A son of murdered Belfast solicitor Pat Finucane is set to stand as a Sinn Féin candidate in June's general election.
John Finucane has been nominated to run in North Belfast by senior MLAs Gerry Kelly and Carál Ní Chuilín.
The move sets up a battle with the Democratic Unionist Party's deputy leader Nigel Dodds for the constituency's Westminster seat.
Loyalist paramilitaries killed John Finucane's father in what was one of the most controversial Troubles deaths.
Pat Finucane was shot dead, aged 39, in front of his wife and three children at their home in February 1989.
He had represented a number of high-profile IRA prisoners, some of whom had taken part in hunger strikes at the Maze Prison in 1981.
The Ulster Freedom Fighters later admitted carrying out the murder and there were long-standing allegations that members of the UK security forces colluded in his killing.
In 2012, then prime minister David Cameron said the level of state collusion uncovered by a review of the murder was "shocking".
Analysis: Stephen Walker, BBC News NI political correspondent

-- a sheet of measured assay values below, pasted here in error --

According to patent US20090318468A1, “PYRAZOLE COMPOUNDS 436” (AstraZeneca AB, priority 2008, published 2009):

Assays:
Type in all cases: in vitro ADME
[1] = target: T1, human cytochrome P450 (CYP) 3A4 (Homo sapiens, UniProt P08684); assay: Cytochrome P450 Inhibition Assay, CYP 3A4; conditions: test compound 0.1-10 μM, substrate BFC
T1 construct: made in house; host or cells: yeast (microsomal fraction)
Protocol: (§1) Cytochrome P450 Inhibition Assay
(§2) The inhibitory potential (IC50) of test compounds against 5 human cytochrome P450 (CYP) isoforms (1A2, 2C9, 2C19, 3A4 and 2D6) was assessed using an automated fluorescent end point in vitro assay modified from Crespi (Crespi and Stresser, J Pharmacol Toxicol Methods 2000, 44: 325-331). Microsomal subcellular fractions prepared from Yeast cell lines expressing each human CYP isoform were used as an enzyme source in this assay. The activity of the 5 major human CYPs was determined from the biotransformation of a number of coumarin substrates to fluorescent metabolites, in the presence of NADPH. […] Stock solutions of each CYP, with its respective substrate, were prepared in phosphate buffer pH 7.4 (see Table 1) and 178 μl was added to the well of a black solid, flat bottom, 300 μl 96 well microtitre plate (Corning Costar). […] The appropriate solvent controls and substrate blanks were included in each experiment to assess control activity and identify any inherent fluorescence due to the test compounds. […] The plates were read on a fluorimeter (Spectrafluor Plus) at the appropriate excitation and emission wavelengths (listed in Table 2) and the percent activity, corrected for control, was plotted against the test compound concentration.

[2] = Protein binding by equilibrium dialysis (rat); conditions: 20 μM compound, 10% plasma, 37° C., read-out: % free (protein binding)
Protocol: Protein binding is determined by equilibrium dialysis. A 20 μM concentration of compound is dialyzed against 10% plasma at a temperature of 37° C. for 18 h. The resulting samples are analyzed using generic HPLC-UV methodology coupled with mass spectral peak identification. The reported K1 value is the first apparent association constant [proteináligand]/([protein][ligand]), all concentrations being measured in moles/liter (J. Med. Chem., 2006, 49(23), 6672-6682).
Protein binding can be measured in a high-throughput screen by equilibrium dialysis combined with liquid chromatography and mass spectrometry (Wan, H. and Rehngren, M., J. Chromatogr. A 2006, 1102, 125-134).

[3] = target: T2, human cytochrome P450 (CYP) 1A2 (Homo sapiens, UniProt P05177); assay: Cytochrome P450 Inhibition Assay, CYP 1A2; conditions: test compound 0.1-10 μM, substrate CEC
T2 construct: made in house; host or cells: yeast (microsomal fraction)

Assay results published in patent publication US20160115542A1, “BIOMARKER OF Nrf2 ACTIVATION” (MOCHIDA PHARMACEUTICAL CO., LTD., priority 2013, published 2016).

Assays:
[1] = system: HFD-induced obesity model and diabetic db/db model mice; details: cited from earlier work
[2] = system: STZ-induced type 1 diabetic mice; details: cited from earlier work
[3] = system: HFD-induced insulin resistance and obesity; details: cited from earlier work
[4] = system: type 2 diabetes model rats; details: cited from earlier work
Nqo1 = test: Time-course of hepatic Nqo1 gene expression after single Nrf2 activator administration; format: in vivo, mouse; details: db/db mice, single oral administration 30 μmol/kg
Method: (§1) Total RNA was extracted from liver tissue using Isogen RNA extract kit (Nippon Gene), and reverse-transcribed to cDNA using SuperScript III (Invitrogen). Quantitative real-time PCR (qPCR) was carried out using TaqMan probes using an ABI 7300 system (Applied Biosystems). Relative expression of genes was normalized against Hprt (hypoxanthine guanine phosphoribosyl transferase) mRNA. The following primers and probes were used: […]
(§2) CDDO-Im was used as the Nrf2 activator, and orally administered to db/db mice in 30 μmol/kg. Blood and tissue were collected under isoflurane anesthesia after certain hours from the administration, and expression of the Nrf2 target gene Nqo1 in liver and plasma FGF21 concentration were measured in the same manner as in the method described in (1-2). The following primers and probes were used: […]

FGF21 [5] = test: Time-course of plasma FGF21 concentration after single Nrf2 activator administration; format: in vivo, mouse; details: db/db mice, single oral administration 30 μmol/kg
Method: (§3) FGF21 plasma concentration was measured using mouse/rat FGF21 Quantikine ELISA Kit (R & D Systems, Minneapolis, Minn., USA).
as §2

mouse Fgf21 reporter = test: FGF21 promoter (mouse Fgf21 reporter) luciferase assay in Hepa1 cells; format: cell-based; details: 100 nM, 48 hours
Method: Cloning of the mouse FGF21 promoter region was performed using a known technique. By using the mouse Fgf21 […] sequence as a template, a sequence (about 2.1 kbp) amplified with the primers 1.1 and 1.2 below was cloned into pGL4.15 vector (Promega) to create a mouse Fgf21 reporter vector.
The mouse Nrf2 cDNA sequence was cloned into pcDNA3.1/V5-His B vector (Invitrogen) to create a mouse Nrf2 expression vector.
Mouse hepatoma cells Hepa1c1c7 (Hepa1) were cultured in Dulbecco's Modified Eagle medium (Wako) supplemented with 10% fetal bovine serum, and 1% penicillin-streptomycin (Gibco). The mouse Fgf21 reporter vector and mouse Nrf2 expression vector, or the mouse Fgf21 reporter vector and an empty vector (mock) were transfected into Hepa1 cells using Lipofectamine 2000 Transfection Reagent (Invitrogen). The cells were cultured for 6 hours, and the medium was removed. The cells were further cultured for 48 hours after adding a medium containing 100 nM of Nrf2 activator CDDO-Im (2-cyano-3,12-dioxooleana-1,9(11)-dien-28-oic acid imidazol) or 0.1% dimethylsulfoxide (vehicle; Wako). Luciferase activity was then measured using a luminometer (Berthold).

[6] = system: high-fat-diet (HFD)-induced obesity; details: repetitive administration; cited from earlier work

This is an unexpected decision by Sinn Féin.
John Finucane is well known in legal circles and is no stranger to the media, having been a campaigner for some time.
This is his first step into electoral politics, so he is untried and untested from that point of view, but it puts the focus on legacy issues in a very tight constituency.
Nigel Dodds of the DUP is defending the seat and is confident of retaining it. There is no Ulster Unionist candidate.
The SDLP have not announced their candidate, but it is expected to be Nichola Mallon.
In a tweet on Tuesday, John Finucane said he was "very proud to have been nominated" to run in next month's poll.
He is a partner at the Finucane Toner law firm in Belfast and has campaigned along with his family for a public inquiry into his father's murder.
Mr Kelly said he was "confident that in John Finucane we can return a nationalist MP for the first time in the history of North Belfast".
"Between now and 8 June we will be pulling out all the stops to make this possible," he added.